Interactions in the Active Site Loops are Important for Maintaining the Active Site Environment of (Pro)caspase-3

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Title: Interactions in the Active Site Loops are Important for Maintaining the Active Site Environment of (Pro)caspase-3
Author: Feeney, Brett
Advisors: E. Stuart Maxwell, Committee Member
Dr. A. Clay Clark, Committee Chair
Carla Mattos, Committee Member
Abstract: Apoptosis is obligatory to development and in maintaining the vital balance between cell growth and death. Commitment to apoptosis involves a proteolytic cascade by a family of cysteine proteases named caspases. Caspases are split it into two general classes, those involved in the proinflammatory response and those involved in apoptosis. Of those involved in apoptosis, there are two further subdivisions, the apical caspases and the executioner caspases. The irreversible commitment to apoptosis involves activation of executioner caspases, namely caspase-3. Procaspase-3 exists in the cell as a dimeric zymogen, where upon limited proteolytic cleavage at specific aspartate residues, it is activated and apoptosis results. We have previously shown the (pro)caspase-3 undergoes pH dependent conformational changes monitored by fluorescence emission (Bose, et al 2003). In this study, we unambiguously assign dimer dissociation to one of the pH dependent transitions observed in this assay by using size exclusion chromatography. We have also examined the effects of breaking specific salt bridges and hydrogen bonds by mutating residues in context of caspase-3, an inactive procaspase-3(C163S) and an uncleavable procaspase-3(D3A). We show that there are a number of stabilizing contacts that are required in order to ensure proper processing during maturation, ensure enzyme fidelity and maintain overall structure. At present, the function of the prodomain of executioner caspases has elucidated researchers. We have also hypothesized that the effector caspase prodomain may have some role as an intramolecular chaperone during maturation. We show that the caspase-3 prodomain does play a role in pH dependent folding of the (pro)caspase-3 dimer. Salt has also been well described as having effects on caspase-3 activity and stability. There is a lack of knowledge as to the direct effects that different ions have on both procaspase-3 zymogen and mature caspase-3. In this study, we describe direct effects of different cations on (pro)caspase-3 activity and active site environment. We also study stabilizing effects of salt on (pro)caspase-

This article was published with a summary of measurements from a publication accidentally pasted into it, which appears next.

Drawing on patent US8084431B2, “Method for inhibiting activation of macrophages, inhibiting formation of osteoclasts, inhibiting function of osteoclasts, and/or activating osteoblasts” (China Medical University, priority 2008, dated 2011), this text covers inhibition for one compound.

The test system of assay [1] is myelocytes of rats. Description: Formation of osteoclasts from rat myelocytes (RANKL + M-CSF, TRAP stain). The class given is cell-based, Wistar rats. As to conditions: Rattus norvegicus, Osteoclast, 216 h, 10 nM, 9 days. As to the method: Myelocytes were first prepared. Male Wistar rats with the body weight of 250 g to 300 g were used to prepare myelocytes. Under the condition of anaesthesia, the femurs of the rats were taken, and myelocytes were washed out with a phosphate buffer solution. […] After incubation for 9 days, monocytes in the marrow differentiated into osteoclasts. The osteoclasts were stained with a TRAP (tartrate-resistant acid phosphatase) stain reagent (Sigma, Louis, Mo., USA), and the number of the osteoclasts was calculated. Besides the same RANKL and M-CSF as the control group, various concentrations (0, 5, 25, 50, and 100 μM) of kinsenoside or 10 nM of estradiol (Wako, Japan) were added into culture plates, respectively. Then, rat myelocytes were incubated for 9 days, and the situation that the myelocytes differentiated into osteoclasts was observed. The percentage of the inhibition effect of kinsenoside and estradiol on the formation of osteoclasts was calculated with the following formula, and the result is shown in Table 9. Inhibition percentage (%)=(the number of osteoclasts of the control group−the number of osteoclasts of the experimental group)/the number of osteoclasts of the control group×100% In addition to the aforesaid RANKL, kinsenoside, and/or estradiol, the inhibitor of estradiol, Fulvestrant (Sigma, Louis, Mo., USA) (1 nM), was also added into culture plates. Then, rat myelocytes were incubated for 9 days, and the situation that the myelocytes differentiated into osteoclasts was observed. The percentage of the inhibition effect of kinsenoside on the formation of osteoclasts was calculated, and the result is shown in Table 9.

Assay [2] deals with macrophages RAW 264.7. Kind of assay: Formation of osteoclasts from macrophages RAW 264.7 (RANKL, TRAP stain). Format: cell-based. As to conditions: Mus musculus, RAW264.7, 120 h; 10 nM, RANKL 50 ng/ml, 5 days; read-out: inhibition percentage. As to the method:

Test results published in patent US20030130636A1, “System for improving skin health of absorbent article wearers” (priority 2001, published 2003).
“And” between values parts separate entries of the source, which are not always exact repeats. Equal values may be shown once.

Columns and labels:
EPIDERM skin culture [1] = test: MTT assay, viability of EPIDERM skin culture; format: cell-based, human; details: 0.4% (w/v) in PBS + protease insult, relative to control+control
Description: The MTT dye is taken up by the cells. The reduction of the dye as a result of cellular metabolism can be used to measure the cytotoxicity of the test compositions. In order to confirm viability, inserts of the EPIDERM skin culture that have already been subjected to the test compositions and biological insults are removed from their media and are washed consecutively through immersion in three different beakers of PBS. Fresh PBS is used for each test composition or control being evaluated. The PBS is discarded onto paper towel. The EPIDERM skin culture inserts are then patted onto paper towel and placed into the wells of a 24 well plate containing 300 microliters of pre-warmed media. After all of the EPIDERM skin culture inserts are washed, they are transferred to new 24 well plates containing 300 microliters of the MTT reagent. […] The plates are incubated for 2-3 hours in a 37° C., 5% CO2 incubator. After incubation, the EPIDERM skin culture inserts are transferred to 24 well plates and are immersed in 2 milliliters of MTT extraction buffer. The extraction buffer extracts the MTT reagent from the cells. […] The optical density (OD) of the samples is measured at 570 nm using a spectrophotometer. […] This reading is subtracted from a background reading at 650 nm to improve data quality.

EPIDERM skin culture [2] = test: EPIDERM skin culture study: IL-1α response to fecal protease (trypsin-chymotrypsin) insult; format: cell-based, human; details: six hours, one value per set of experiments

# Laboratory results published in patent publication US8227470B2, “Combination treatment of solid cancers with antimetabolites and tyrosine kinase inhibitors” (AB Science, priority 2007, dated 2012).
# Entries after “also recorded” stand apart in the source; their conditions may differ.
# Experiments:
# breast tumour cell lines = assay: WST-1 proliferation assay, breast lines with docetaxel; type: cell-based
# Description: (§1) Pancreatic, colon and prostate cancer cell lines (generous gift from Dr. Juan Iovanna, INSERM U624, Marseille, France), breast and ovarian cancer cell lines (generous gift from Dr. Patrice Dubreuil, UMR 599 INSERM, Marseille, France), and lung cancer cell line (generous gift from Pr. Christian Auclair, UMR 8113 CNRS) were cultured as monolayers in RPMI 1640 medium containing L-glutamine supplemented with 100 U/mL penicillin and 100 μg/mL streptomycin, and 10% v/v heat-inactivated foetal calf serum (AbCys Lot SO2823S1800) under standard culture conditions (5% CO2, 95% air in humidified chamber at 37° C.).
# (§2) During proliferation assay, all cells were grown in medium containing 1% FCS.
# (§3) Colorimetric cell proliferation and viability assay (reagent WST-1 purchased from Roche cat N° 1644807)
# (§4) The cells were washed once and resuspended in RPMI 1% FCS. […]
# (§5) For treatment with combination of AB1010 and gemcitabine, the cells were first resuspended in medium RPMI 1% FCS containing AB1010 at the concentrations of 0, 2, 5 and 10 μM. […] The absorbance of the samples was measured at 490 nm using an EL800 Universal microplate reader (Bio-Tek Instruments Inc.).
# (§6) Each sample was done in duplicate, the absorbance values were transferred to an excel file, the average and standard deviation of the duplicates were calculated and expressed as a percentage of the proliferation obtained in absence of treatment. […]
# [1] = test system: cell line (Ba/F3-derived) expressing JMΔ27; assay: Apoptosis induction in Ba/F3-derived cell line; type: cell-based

Date: 2004-04-16
Degree: MS
Discipline: Biochemistry

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